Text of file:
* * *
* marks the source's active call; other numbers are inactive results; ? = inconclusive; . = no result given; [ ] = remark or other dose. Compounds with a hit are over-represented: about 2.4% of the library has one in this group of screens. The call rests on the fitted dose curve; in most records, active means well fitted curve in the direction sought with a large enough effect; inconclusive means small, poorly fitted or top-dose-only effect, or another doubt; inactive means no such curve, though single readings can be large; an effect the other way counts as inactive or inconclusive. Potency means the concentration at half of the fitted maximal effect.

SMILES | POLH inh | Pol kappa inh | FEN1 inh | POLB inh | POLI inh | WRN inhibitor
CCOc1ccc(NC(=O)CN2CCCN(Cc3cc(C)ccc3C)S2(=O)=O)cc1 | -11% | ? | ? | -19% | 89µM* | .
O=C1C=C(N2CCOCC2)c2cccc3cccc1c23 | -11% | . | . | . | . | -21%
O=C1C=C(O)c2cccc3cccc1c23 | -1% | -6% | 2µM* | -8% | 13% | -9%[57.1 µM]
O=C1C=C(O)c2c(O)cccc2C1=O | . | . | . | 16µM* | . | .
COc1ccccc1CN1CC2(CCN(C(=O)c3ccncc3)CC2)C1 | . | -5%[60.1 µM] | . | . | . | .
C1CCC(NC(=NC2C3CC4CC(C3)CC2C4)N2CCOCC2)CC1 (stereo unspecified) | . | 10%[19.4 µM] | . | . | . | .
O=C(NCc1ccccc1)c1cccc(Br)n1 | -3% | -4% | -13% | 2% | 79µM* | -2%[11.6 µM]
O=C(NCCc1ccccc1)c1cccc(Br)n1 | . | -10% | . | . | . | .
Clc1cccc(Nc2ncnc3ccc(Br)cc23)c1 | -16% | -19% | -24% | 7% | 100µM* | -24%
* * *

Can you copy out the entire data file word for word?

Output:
* marks the source's active call; other numbers are inactive results; ? = inconclusive; . = no result given; [ ] = remark or other dose. Compounds with a hit are over-represented: about 2.4% of the library has one in this group of screens. The call rests on the fitted dose curve; in most records, active means well fitted curve in the direction sought with a large enough effect; inconclusive means small, poorly fitted or top-dose-only effect, or another doubt; inactive means no such curve, though single readings can be large; an effect the other way counts as inactive or inconclusive. Potency means the concentration at half of the fitted maximal effect.

SMILES | POLH inh | Pol kappa inh | FEN1 inh | POLB inh | POLI inh | WRN inhibitor
CCOc1ccc(NC(=O)CN2CCCN(Cc3cc(C)ccc3C)S2(=O)=O)cc1 | -11% | ? | ? | -19% | 89µM* | .
O=C1C=C(N2CCOCC2)c2cccc3cccc1c23 | -11% | . | . | . | . | -21%
O=C1C=C(O)c2cccc3cccc1c23 | -1% | -6% | 2µM* | -8% | 13% | -9%[57.1 µM]
O=C1C=C(O)c2c(O)cccc2C1=O | . | . | . | 16µM* | . | .
COc1ccccc1CN1CC2(CCN(C(=O)c3ccncc3)CC2)C1 | . | -5%[60.1 µM] | . | . | . | .
C1CCC(NC(=NC2C3CC4CC(C3)CC2C4)N2CCOCC2)CC1 (stereo unspecified) | . | 10%[19.4 µM] | . | . | . | .
O=C(NCc1ccccc1)c1cccc(Br)n1 | -3% | -4% | -13% | 2% | 79µM* | -2%[11.6 µM]
O=C(NCCc1ccccc1)c1cccc(Br)n1 | . | -10% | . | . | . | .
Clc1cccc(Nc2ncnc3ccc(Br)cc23)c1 | -16% | -19% | -24% | 7% | 100µM* | -24%